BOSTON — State Rep. Martin Walsh was elected mayor of Boston on Tuesday, defeating City Councilor and fellow Democrat John Connolly in the hard-fought race to succeed longtime Mayor Thomas Menino.

With 95 percent of the votes counted, unofficial totals showed Walsh with 51 percent to 49 percent for Connolly, who conceded less than two hours after the polls closed.

“We came up short tonight, but I am very proud of how we ran this campaign,” Connolly said. “This campaign looked like the entire city of Boston from Day 1 and I’m so proud of that.”

Turnout was brisk as voters cast ballots in a mayoral election that for the first time in two decades didn’t include Menino’s name at the top of the ticket.

Walsh, 46, had relied on support from labor organizations to help his get-out-the-vote drive. A union official before being elected to the Massachusetts House in 1997, Walsh has remained active in union affairs as a lawmaker.

Walsh said he was campaigning right up until the last moment and it was strange not seeing Menino’s name on the ballot.

Connolly made education his core issue and was hoping an “army of moms” that appeared with him at campaign events would help propel him into the top office in New England’s largest city. The 40-year-old father of three was the only candidate to enter the race before Menino announced he wouldn’t run again.

Early in the day, Connolly expressed confidence in his campaign and said he hoped people would respond to putting schools first with the result being “safe streets and a great economy.”

While both Connolly and Walsh raised similar amounts of money — just over $1.8 million for Walsh and nearly $1.9 million for Connolly as of Oct. 15 — Walsh benefited from outside spending on television ads.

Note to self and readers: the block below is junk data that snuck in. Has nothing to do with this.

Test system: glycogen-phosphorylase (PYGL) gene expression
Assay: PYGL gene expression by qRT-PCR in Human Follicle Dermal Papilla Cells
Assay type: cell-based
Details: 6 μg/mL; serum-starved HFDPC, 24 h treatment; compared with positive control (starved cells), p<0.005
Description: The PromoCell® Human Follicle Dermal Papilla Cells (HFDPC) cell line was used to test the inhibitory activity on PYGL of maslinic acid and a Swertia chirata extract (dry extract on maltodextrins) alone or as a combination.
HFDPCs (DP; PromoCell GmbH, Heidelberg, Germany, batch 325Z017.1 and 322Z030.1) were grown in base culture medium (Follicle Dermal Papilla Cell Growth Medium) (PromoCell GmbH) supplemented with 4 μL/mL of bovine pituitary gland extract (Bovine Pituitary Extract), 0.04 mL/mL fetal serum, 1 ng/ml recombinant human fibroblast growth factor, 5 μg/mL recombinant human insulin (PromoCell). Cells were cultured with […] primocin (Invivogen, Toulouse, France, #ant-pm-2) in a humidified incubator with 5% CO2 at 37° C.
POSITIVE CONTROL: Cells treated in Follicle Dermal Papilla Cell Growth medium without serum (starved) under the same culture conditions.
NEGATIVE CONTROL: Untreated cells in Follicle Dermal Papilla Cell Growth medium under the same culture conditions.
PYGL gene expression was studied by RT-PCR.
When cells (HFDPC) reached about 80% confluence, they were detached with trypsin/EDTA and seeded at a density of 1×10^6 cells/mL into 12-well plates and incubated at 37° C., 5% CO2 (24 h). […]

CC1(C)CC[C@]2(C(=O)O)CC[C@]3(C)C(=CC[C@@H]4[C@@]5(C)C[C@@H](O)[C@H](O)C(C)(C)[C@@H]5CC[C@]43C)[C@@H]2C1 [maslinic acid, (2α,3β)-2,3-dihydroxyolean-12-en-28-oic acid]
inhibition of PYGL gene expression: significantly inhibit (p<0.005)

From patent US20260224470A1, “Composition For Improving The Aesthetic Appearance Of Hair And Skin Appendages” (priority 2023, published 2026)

Menino, the city’s longest-serving mayor, announced this year he would not seek another term after more than two decades in office. He has battled a series of health problems in recent years.

Menino did not take sides in the race to succeed him, and on Tuesday would not say for whom he had voted. He added that he had no regrets about his decision to retire.

“I made the decision in March and it’s done. I’m at peace of mind with myself,” the mayor said after voting in his home neighborhood of Hyde Park.

Casino supporters in the state were dealt twin setbacks Tuesday, with voters in East Boston rejecting a proposal by the Suffolk Downs racetrack, and voters in Palmer narrowly defeating a bid by Mohegan Sun to build a resort casino in the western Massachusetts town.

The results promise to dramatically alter the casino landscape in the state, where a 2011 gambling law allows for up to three regional resort casinos.

Voters in Revere approved the Suffolk Downs casino in a separate referendum Tuesday, but favorable votes were needed in both East Boston and Revere before the track could formally apply to the Massachusetts Gaming Commission for a license.